Director – John A. Davis, Screenplay – John A. Davis, David N. Weiss, J. David Stem & Steve Oedekerk, Story – John A. Davis & Steve Oedekerk, Producers – John A. Davis, Steve Oedekerk & Albie Hecht, Music – John Debney, Music Supervisors – Jeff Carson & Frankie Pine, Production Design – Fred Cline. Production Company – O Entertainment/Nickelodeon/Paramount
Debi Derryberry (Jimmy Neutron), Rob Paulsen (Carl Wheezer), Megan Cavanagh (Mrs Neutron), Mark DeCarlo (Hugh Neutron), Carolyn Lawrence (Cindy Vortex), Patrick Stewart (King Goobot), Martin Short (Ooblar), Jeff Garcia (Sheen), Candi Milo (Nick), Andrea Martin (Mrs Fowl), Crystal Scales (Libby)
Young Jimmy Neutron is a genius, having invented rocketships, a robot dog and a shrinking ray, among other things. He has been attempting to communicate with aliens, even though his mother warns him against talking to strangers. His messages have been picked up by King Goobot, ruler of the alien Yokians, who sees Jimmy’s parents as a potential tasty treat. As Jimmy and his friends sneak out to the opening of a new amusement park, the aliens come and abduct the parents of every child in town. At first, the children celebrate their newfound freedom but soon find that there is nobody to look after them. Jimmy then mounts an expedition aboard amusement park rides turned into rocketships to go and rescue their parents.
After the amazing successes in computer animation in the last few years by studios such as DreamWorks and most notably Pixar, other companies have been jumping on the computer animation trend. Jimmy Neutron, Boy Genius is one such attempt. Jimmy Neutron comes from the family entertainment cable network Nickelodeon, who have produced a number of children’s theatrical films in recent years, including the likes of the Rugrats movies, Snow Day (2000) and Clockstoppers (2002). Jimmy Neutron is written by Steve Oedekerk, the screenwriter for light comedies such as The Nutty Professor films and Patch Adams (1998) and director of Kung Pow: Enter the Fist (2002) and the animated Barnyard (2006), and features the directorial debut of John A. Davis whose previous outing was an animated Christmas special called Santa vs the Snowman (1997).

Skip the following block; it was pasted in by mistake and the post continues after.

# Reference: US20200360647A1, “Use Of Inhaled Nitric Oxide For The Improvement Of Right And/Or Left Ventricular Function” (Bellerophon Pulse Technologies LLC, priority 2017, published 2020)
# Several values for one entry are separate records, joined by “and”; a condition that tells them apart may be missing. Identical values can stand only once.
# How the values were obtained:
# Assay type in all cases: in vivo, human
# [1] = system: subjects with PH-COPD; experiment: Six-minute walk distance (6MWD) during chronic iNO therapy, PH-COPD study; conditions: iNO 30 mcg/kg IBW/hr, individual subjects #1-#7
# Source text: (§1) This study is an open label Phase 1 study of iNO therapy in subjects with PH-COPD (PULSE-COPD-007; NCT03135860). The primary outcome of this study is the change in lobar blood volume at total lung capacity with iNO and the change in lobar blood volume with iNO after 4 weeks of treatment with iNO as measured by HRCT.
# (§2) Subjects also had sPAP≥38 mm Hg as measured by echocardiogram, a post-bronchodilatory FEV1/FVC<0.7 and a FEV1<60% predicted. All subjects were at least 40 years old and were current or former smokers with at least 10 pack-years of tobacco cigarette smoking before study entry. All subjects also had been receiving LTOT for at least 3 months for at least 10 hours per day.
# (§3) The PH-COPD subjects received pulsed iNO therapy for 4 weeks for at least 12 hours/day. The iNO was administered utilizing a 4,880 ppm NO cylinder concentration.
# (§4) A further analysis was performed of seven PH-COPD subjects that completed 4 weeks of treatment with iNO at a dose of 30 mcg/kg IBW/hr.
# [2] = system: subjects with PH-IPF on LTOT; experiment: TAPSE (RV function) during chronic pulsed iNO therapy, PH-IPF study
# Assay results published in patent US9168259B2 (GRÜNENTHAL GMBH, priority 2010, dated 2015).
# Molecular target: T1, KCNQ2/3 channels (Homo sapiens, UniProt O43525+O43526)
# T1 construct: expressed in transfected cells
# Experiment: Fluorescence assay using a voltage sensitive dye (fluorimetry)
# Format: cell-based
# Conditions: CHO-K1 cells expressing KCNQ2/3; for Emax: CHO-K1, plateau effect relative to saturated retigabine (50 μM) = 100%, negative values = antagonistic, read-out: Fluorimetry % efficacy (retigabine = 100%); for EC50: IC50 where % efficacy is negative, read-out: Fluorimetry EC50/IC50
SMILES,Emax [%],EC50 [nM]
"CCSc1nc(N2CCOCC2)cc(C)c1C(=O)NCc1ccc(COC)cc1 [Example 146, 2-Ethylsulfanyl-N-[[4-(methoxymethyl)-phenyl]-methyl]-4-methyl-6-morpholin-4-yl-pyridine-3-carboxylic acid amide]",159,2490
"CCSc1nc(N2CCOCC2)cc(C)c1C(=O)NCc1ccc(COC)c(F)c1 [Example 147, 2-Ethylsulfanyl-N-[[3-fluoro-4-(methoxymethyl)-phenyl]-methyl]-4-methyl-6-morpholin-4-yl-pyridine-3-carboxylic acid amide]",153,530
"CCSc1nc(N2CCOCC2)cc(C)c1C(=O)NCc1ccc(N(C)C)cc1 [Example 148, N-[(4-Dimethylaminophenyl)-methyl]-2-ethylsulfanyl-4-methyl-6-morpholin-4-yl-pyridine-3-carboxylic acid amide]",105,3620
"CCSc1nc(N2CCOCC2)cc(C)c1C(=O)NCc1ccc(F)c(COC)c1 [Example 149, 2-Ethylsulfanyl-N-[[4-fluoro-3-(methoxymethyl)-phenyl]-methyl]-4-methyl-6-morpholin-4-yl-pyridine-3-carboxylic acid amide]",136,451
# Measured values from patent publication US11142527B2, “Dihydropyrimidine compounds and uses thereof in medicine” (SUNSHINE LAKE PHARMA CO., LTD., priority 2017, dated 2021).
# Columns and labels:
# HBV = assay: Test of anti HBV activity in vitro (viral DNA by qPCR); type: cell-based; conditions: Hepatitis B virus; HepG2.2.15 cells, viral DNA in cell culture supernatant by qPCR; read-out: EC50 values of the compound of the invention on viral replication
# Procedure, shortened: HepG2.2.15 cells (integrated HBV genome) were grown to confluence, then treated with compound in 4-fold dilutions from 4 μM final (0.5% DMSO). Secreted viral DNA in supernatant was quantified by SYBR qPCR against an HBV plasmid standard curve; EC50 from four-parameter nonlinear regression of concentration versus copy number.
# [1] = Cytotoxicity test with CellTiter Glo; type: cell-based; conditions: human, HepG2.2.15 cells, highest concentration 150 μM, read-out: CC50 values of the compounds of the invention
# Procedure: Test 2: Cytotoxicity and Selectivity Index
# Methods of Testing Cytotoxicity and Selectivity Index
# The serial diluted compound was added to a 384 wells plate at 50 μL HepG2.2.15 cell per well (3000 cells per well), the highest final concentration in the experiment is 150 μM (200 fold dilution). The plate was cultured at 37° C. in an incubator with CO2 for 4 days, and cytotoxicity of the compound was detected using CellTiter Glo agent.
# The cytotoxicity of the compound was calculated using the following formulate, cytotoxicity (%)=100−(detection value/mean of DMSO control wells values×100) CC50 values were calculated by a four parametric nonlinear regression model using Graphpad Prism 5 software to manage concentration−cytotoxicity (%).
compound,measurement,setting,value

As it goes, Jimmy Neutron, Boy Genius is likable. It brims over with a good deal of visual energy – it is bubbly, moves snappily and visually there is always something happening. There is one particularly appealing image of the kids taking off into space in a flotilla of amusement park rides converted into spaceships, a sequence that offers the gloriously surreal vision of rollercoasters, octopus rides, ferris wheels and the likes sailing through space. The image is momentarily a beautiful one, even if the scientific realist in one quibbled at the idea of people travelling through space in open ships and no spacesuits. There is also a cute scene where the kids pitch camp on an asteroid and sit around a fire narrating the plotline of The Blair Witch Project (1999) as a campfire tale.
Mostly, Jimmy Neutron, Boy Genius serves to show how intelligent and sophisticated Pixar’s entries in the computer-animation stakes are by comparison. Pixar films manage to come with a whole other level of sly asides and cleverness pitched to the adults. They manage to straddle both demographics, whereas Jimmy Neutron is merely a film pitched at age groups in the single digits. In Jimmy Neutron, the natural charms of any Pixar-esque wit and humour have been smoothed over by the commercial packaging of family entertainment formula and desire to present an upbeat moral message – the kids are allowed to celebrate their freedom from parental authority only as much as they are also allowed to miss their parents, and there is even a bizarre end message that turns the danger of sending messages into space into a warning against talking to strangers.
Ultimately, Jimmy Neutron, Boy Genius feels more like an episode of a Saturday morning animated children’s series that has been packaged out with expensive animation and a soundtrack with teen pop names like *N’Sync, Britney Spears and No Secrets than a real film. Expect sequels and a franchise to follow. [It did – the animated tv series spinoff, The Adventures of Jimmy Neutron, Boy Genius [2002-6]).
There were two tv movies sequels, Jimmy Neutron: You Bet Your Lifeform (2004) and Jimmy Neutron: Attack of the Twonkies (2005).
Director John A. Davis next went onto make the animated The Ant Bully (2006).